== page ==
Wenonah Minn 2 Hull Type

-- Last Updated: Mar-29-11 8:17 PM EST --

Hello--I have an opportunity to buy a used Minn2 for $1000. It weighs 48lbs. Here is the description of the ad.

Reinforced with extra carbon and kevlar sheathed foam ribs. Mast foot for sail mast. Carbon decks. Kevlar skids on ends.

I plan to use this to take my two boys 5yrs old on camping trips down rivers. There might be a class 1 or 2 rapids along the way. Can this hull stand up to class 2 rapid? Or should I stay safe with a royalex hull for these type of outtings?

Thank you.

ask yourself
Are you really going to be running any rapids worthy of the same with camping gear and two five year olds in the boat?

If you are going to be carrying the boat around these rapids, the lighter it is the better.

As for choice of hull materials for a river boat, the classification on the rapids is somewhat immaterial. On bigger water rivers you might find Class IV or V rapids in which you couldn’t find and hit a rock if you tried.

On smaller, technical rivers Class II rapids might and probably will be rock gardens.

The virtue of Royalex is that it is more flexible and less likely to crack if it hits a rock hard. It is, however, not very abrasion resistant at all and a lot of whitewater creek boaters have pretty much given up on the material after wearing out a new boat every year or so. Any boat big enough for canoe camping with kids is going to weigh a lot more in Royalex than composite.

I vote NO on Minn II
Minn II is designed to go straigt on lakes - for rivers, you want a boat that is designed to turn easily, so you can avoid obstacles; other design features of a river boat are “flare” and “rocker” both with the purpose of helping/allowing the bow to rise over waves - the sharp bow of a MN II is designed more for cutting cleanly thru the water - cut cleanly thru a set of standing waves in a river, and you fill your boat full of water

I would suggest you spend a bit of time researching on canoe manufactureres websites, and look at thier “how to choose a canoe” and canoe types dialogue, to get a better idea of the design features you would want for river travel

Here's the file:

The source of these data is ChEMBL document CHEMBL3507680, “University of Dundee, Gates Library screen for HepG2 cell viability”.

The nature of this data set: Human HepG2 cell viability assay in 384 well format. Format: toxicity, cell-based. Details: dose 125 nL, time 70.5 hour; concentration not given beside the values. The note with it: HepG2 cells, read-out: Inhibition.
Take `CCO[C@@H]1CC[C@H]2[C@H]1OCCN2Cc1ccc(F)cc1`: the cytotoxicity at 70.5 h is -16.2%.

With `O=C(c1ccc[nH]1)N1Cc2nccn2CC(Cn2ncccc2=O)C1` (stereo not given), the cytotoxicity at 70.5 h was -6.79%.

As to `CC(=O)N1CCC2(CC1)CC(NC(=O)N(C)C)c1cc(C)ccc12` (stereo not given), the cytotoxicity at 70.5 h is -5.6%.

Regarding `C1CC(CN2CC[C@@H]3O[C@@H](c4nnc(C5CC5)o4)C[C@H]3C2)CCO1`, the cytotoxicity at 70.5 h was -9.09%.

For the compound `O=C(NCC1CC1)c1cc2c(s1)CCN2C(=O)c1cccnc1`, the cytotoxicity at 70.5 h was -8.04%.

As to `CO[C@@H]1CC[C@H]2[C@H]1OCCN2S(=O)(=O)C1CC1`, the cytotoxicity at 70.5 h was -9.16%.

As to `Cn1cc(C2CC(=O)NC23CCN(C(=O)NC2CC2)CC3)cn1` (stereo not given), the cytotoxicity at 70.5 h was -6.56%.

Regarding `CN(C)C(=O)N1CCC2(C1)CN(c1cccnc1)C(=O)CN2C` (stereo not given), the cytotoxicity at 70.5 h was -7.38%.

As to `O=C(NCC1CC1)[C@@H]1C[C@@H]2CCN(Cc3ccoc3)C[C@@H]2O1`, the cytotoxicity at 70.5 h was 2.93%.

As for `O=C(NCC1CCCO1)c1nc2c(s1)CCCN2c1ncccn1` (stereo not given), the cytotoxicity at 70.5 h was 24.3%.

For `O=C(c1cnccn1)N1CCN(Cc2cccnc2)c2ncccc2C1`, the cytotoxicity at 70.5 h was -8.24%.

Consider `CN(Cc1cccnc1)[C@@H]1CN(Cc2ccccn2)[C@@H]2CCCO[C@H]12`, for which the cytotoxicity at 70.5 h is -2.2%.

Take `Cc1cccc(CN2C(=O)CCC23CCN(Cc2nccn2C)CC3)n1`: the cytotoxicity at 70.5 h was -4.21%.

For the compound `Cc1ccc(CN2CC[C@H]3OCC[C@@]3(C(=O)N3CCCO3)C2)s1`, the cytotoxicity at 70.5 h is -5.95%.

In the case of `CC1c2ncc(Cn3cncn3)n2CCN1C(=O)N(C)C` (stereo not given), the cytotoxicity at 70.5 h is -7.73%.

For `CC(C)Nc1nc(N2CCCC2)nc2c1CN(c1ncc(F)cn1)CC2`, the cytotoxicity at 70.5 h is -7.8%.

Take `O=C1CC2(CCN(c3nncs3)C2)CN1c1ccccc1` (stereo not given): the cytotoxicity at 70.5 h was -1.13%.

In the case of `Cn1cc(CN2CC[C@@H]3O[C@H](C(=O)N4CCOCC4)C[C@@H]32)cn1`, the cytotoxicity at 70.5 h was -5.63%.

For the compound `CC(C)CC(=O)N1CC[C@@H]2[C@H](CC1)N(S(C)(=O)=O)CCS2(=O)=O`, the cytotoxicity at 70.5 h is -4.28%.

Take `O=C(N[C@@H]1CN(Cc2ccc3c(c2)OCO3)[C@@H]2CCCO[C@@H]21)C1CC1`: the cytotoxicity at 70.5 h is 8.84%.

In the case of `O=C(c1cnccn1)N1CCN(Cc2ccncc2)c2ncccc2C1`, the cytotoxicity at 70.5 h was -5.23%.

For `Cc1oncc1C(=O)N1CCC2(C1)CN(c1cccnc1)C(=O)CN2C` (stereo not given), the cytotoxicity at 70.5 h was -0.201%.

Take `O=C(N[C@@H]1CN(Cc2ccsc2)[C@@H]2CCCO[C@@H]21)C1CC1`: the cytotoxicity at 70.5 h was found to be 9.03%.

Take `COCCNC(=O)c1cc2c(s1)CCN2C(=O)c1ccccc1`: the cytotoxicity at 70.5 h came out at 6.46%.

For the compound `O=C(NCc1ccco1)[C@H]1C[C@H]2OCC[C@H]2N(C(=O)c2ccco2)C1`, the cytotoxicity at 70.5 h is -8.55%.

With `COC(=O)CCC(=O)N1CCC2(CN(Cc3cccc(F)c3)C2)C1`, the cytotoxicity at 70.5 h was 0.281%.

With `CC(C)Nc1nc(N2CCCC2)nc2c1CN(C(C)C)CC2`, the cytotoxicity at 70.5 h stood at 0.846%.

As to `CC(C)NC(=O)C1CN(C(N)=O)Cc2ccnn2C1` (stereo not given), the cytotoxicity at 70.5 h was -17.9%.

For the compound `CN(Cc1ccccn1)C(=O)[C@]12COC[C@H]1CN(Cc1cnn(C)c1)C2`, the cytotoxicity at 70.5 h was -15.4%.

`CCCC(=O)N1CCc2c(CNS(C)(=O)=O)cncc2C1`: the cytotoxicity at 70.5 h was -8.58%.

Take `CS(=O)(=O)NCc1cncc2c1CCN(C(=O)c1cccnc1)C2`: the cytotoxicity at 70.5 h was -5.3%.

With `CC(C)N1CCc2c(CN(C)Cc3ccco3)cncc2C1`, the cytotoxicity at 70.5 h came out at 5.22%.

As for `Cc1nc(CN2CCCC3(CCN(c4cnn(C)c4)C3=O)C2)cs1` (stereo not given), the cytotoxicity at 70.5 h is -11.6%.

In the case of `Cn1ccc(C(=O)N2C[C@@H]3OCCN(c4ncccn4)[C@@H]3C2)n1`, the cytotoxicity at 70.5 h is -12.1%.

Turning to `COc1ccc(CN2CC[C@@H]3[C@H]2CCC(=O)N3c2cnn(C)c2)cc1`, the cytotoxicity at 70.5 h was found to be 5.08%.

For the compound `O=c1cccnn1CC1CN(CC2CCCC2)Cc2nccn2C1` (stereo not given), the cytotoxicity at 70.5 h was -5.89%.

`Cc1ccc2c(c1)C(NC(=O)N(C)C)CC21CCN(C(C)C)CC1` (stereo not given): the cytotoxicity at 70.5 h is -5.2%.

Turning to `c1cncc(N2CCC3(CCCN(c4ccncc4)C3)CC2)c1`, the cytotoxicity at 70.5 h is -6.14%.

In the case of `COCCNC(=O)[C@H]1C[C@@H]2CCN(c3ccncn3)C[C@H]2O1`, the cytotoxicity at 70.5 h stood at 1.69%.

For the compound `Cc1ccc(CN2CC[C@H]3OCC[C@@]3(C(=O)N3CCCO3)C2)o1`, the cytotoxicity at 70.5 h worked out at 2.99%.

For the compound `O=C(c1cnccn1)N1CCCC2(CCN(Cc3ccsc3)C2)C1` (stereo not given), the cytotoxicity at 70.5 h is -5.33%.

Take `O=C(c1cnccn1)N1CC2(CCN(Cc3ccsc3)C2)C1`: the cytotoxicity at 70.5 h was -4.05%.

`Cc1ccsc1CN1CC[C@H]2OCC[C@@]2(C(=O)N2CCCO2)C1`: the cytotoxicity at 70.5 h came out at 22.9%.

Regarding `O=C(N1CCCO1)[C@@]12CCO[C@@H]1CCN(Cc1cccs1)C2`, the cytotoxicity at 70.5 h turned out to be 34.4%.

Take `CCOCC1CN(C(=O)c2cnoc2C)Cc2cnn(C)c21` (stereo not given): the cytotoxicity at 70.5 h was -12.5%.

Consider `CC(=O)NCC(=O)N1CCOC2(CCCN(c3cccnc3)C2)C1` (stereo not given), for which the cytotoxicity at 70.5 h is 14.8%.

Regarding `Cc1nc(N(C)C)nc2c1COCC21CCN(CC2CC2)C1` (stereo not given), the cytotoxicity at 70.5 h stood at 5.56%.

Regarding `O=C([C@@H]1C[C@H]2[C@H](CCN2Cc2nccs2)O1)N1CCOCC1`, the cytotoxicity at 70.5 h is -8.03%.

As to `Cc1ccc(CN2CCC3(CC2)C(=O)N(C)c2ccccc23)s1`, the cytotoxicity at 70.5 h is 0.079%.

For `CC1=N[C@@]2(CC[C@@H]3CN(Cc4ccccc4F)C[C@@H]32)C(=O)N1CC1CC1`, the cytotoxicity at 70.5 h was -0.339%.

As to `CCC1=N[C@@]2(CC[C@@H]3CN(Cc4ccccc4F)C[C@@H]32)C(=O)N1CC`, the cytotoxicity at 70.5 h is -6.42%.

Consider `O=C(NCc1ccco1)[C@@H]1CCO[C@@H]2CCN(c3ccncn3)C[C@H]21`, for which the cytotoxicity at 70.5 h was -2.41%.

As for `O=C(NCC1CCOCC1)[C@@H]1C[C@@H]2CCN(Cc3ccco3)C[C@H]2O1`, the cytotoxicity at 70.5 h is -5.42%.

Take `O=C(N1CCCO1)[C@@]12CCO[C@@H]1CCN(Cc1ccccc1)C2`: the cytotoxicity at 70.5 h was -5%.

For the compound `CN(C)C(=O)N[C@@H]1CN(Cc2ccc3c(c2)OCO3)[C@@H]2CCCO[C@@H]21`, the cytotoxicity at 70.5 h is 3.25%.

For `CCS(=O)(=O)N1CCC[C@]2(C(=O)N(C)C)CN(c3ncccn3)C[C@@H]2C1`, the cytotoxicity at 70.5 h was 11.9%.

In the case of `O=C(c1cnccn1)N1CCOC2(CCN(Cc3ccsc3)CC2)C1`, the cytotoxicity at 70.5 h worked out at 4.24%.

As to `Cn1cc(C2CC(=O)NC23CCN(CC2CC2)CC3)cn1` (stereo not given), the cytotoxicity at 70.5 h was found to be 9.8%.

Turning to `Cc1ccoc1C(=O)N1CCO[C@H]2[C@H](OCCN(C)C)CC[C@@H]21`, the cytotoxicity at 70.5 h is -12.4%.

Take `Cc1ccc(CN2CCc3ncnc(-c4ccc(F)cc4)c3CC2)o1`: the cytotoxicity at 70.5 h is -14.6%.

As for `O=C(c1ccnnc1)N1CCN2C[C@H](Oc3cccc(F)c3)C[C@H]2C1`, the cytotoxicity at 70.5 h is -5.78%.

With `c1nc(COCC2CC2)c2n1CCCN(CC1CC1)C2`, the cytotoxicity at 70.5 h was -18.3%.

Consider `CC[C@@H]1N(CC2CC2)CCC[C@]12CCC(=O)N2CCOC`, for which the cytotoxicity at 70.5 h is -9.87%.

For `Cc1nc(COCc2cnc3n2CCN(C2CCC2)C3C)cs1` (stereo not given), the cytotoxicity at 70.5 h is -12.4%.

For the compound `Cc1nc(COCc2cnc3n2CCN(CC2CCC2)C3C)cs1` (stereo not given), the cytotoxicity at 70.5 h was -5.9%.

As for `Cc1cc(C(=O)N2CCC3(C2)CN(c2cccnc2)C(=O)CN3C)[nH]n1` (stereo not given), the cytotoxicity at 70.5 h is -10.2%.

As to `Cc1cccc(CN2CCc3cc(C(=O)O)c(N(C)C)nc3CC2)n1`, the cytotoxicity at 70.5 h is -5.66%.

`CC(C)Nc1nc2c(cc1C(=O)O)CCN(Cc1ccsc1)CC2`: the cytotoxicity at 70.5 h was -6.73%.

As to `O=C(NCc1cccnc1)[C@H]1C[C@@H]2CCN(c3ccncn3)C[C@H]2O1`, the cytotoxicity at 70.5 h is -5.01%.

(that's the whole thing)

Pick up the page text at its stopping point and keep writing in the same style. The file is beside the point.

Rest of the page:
given the choice between on Old Town Disco 169 (85 pounds or more)just for example, in polyethelne material and a MN II in any material, I would choose the poly Disco.

You might want to name the river(s)

… and the section(s) you’re talking about. As has been noted here recently, new paddlers often don’t really know what class I, II, or III are. I know I was guilty of it when I started.

It could be that the Minn II is fine for the river you’re talking about, or perhaps it’s not really appropriate. If it’s TRUE class II, I suspect it’s probably not, given your current skill level and that of your crew.

If you tip over in Class 1, isn’t that a Class 5 to you?

The canoe should be able to handle it; whats your ability to paddle it in Class 2?

Hull design
The Minnesota II really was designed as a fast, flat water, canoe camping sort of boat, and it is one of the premier ones.

It is true that it will not be as maneuverable or dry on rivers as other designs. If you are paddling a long boat like that with small children who can’t really effectively assist you in maneuvering it, that could be a real liability but it really depends on the rivers you anticipate paddling, and your skill level.

Having said that, I would rather have a Minnesota II and carry it around every riffle and bend in the river than have a whole shed full of Old Town Discoveries. But that is just me.

I have found a used OT Penebscot 18’6" canoe made out of royalex. It weighs 75lbs. I see that it has 21.5" bow height (rocker?), 14.5" depth, and 34" width at the water line.

The Minn 2 has a 20" rocker, 12.5" depth, and is 33.4’ width at the water line.